Our defenses were split into a morning session and an afternoon session. After our session was done, the commission spent a good chunk of time (30-45 minutes) deliberating on our grades. Then we all got called back in with our families, for handing out the diplomas. When the student’s name is called, the professor says his normal spiel in Italian, and calls out the student’s grade, right there in front of everybody. It was something like, “with the power vested in me by the university, etc. etc., I award [the student] the master of cognitive science, with a grade of [the grade].”

This makes me wonder what happens if the student is going to fail the defense. But I get the feeling that this doesn’t happen. That is, once you are invited to the defense, it is almost certain that you will pass. At our department in Trento, they didn’t suggest for corrections to be made either, and I don’t know if this is typical or not.

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Handmade wreath of laurels.

Once this is done, the fun starts! We all got together in the garden in back, with champagne, sweets, confetti launchers, and actual “confetti” candies. These are little round candies given out in Italy for special events, and they are colour coded. For example, red ones are for graduation, white ones are for weddings. Each of the graduates was handed a wreath of laurels to wear on their head. (I think the colour of the ribbons in the leaves is supposed to be significant, but ours were just different colours for fun.) The ones we got were actual laurel leaves, created by our friends in the department, which was so nice and thoughtful of them! Our friends also put up compromising pictures of us throughout the halls, which was quite funny to see.

Then, the other students, the parents, and even the professors, sing a graduation song for you. This song is actually obscene, which is so funny… even funnier when it comes from professors! I don’t want to write the Italian version, because I think writing down Italian curse words might be frowned upon, so I will let you google the “dottore dottore” song.

Once the party begins, it doesn’t end. At least not in our department. Our students organized a massive alcohol-fest that night. I’m not a big drinker, so I only stayed a short while, but I expect it was going on until the wee hours. There, I saw another Italian tradition– a typical graduation drinking game. In this game, friends of the graduate write a big scroll about the graduate’s life with lots of rhymes and tongue twisters, and then the graduate has to read it correctly. Every time they mess up, they take a drink. People continued to sing the “dottore dottore” song throughout the night, as well.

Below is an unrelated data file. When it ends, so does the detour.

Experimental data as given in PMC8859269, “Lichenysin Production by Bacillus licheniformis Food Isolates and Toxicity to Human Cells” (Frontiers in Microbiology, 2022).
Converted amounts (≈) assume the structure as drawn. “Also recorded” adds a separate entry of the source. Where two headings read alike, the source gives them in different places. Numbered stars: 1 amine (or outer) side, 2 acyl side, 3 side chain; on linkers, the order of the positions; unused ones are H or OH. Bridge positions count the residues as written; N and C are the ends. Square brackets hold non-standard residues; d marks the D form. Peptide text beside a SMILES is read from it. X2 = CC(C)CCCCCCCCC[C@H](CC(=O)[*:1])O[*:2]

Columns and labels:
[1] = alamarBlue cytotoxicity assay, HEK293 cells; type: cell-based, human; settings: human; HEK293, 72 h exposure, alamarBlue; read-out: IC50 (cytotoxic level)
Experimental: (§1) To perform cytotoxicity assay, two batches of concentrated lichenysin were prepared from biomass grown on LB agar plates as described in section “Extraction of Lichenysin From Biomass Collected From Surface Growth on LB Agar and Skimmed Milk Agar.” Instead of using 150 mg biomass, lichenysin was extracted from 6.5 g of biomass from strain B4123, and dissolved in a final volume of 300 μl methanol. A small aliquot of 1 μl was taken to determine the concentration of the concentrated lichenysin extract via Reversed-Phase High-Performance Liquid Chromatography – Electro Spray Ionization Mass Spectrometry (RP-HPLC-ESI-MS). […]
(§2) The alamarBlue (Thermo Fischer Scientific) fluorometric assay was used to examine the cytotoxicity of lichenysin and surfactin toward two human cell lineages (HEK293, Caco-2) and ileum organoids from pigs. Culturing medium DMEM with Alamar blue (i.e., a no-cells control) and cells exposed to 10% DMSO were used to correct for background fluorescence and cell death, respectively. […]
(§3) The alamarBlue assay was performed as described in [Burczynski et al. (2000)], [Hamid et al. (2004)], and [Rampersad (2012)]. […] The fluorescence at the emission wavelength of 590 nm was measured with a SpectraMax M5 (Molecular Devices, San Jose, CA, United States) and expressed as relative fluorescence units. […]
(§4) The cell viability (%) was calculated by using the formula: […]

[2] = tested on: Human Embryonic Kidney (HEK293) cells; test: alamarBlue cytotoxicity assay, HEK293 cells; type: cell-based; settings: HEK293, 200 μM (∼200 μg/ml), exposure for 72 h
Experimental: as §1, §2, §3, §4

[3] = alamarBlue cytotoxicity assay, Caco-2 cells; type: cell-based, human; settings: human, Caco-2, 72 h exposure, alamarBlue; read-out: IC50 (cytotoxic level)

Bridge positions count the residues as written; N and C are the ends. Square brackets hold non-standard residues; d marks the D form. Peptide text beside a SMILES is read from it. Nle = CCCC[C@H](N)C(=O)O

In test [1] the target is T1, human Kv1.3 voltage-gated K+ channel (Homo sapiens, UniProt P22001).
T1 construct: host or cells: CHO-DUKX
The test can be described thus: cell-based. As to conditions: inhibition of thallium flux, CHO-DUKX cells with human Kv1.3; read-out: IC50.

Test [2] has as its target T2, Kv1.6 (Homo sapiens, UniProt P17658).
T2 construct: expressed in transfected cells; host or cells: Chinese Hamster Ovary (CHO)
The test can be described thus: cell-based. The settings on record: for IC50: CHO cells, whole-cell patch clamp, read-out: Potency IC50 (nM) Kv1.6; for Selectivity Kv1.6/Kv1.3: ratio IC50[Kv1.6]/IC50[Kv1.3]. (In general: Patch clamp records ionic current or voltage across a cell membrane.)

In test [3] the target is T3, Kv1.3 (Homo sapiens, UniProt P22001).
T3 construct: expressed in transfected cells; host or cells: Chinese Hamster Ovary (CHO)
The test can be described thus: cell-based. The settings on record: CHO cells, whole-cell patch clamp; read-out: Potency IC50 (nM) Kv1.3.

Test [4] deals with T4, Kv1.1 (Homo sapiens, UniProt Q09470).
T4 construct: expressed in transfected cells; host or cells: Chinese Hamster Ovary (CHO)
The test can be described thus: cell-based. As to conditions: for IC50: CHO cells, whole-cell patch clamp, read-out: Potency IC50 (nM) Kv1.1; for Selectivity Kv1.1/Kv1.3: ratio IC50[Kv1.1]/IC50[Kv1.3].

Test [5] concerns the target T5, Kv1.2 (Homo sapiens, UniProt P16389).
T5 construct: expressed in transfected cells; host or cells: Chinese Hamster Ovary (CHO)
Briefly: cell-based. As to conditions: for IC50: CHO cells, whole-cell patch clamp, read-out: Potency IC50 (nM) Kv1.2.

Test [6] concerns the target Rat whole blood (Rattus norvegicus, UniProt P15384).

I think the whole point of all of these festivities is to counteract the seriousness of the event. You just went through this grueling effort, and you are graduating as an official master’s degree holder… congratulations to you, but don’t let it go to your head, you’re are just the same as all the rest of us!

So that’s Italian graduation for you. I don’t know how German graduation goes, since I am (predictably) still waiting for my grades from Saarland. It turns out that the main person in charge of this aspect of bureaucracy is on sick leave right now, and since there’s no redundancy in the bureaucratic system there, we are probably going to have to wait until he gets better before getting our grades transferred and our diplomas in the mail. At some point next year, I hope to also be able to attend my final LCT meeting to see all the students from the previous year, and to graduate once again, from LCT (if they do a graduation for us, which I don’t know if they will).

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Castel Beseno in Trentino.

 

Weeks 98 through 111

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I submitted the thesis.

The work’s not done. I still have the defense and probably some annoying bureaucracy, and I hope I haven’t failed to account for anything, since other people have had some trouble graduating due to last minute realizations made by the university administration(s)… but one big milestone is completed.

Anyways, it’s been a lot of weeks since I did a post about what’s going on in general, though I’ve made a few smaller posts since then. The last two months have just been incredibly busy. Any time that I haven’t spent working on my thesis, I have spent traveling or exercising. Well, I exaggerate. There have been evenings of mindless video games, to blank out a little bit after all the hard work.